Fuel Economy and Range

To lower fuel costs and make buying fuel easier, the Hyundai Santa Fe uses regular unleaded gasoline. The GLA requires premium, which can cost 20 to 55 cents more per gallon.

The Santa Fe has 5.6 gallons more fuel capacity than the GLA 250’s standard fuel tank (18.8 vs. 13.2 gallons), for longer range between fill-ups. The Santa Fe has 4 gallons more fuel capacity than the GLA 45 AMG’s standard fuel tank (18.8 vs. 14.8 gallons).

Transmission

An eight-speed automatic is standard on the Hyundai Santa Fe, for better acceleration and lower engine speed on the highway. Only a seven-speed automatic is available for the GLA.

Brakes and Stopping

The Santa Fe stops shorter than the GLA:

Santa Fe

GLA

60 to 0 MPH (Wet)

141 feet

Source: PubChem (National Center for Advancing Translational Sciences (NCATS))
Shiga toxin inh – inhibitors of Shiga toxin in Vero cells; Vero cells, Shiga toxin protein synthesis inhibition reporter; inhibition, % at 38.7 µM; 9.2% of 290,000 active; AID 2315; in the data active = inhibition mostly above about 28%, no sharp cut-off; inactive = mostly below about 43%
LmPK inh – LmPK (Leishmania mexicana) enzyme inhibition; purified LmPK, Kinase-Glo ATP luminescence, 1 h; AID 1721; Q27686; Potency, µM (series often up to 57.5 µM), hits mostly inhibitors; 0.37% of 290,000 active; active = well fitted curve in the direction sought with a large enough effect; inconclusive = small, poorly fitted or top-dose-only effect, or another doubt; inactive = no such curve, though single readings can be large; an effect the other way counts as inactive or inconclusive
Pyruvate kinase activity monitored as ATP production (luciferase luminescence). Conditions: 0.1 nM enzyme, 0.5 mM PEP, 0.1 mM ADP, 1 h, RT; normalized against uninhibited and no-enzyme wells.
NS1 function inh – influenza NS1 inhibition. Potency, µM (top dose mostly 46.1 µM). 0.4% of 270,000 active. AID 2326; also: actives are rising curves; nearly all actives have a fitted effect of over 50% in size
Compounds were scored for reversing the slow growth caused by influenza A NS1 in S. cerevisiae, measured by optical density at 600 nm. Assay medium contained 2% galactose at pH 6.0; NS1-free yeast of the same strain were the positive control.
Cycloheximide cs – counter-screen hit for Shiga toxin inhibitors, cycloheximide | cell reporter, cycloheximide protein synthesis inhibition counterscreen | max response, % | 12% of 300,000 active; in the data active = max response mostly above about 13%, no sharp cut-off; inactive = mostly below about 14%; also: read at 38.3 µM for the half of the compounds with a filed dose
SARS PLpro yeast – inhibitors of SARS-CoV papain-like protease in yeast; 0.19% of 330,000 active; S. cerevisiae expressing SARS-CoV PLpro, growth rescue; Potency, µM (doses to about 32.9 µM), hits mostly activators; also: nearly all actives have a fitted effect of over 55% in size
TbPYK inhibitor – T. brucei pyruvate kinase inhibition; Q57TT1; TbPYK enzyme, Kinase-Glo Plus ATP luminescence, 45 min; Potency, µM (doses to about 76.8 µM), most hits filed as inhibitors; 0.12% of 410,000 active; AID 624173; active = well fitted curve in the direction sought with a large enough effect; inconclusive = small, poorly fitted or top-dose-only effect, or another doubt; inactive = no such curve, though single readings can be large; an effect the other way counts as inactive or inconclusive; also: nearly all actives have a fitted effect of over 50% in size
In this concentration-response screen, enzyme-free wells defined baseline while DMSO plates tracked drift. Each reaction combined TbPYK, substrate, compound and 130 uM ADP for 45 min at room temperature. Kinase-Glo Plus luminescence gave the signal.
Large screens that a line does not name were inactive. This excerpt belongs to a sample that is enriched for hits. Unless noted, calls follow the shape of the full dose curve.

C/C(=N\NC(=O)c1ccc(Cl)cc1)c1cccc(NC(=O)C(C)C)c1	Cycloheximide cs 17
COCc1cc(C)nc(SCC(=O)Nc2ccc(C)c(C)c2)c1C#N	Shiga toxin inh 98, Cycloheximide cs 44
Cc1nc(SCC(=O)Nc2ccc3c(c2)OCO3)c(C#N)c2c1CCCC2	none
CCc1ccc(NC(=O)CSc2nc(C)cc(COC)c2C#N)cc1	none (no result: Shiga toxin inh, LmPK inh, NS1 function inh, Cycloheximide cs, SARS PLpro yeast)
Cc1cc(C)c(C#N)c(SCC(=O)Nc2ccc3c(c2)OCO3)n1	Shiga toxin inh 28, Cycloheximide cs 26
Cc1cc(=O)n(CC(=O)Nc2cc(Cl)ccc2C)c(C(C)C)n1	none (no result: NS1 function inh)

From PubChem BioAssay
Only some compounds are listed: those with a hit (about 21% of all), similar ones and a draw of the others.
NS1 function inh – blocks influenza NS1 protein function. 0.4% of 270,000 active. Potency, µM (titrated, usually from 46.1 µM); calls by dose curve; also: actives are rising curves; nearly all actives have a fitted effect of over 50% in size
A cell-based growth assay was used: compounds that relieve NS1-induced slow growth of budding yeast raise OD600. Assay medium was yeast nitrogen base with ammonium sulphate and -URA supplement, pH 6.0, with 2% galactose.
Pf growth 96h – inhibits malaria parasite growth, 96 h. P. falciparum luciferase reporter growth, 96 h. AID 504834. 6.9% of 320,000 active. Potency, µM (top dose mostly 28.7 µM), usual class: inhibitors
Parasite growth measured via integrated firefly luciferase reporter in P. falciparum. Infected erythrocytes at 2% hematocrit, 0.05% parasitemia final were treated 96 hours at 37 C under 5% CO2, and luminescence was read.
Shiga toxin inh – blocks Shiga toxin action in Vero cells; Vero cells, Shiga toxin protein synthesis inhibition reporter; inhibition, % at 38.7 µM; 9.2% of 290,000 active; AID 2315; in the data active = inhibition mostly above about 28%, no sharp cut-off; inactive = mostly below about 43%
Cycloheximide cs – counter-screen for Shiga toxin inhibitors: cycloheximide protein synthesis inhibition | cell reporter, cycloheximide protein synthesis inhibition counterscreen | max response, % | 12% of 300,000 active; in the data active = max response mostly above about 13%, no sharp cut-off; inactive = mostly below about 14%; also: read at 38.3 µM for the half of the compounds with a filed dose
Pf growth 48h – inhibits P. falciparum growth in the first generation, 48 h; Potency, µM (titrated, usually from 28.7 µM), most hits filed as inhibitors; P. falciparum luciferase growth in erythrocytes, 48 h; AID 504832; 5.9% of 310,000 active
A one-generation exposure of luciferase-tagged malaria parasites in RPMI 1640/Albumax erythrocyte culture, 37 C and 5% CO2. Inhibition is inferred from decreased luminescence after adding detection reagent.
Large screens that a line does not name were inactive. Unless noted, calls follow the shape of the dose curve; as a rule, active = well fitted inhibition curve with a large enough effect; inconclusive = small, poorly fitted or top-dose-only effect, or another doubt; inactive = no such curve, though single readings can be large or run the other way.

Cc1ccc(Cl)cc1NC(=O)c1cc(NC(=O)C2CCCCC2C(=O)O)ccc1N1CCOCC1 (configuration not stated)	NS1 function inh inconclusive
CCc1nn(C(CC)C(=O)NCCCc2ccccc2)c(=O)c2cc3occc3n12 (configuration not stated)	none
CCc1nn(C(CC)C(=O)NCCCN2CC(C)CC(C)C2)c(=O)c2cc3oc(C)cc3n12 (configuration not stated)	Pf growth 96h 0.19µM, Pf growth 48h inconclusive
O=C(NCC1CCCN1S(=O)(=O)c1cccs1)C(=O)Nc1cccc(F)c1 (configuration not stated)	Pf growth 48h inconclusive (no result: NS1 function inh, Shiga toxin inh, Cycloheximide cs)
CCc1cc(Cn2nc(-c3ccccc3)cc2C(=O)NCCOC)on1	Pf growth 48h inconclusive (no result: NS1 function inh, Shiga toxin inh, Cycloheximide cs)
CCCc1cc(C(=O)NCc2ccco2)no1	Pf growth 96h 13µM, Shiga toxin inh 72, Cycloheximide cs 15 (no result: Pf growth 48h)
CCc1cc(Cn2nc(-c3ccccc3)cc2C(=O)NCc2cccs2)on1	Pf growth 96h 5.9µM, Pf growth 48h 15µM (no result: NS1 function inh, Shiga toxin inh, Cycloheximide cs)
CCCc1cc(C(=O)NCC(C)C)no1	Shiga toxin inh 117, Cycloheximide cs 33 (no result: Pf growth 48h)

142 feet

Consumer Reports

Tires and Wheels

The Santa Fe has a standard space-saver spare tire so you can replace a flat tire and drive to have the flat repaired or replaced. A spare tire isn’t available on the GLA; it requires you to depend on roadside assistance and your vehicle will have to be towed.

Suspension and Handling

The Santa Fe has standard front and rear gas-charged shocks for better control over choppy roads. The GLA 250 suspension doesn’t offer gas-charged shocks.

The Santa Fe has a standard automatic load leveling suspension to keep ride height level with a heavy load or when towing. The GLA doesn’t offer a load leveling suspension.

For a smoother ride and more stable handling, the Santa Fe’s wheelbase is 2.6 inches longer than on the GLA (108.9 inches vs. 106.3 inches).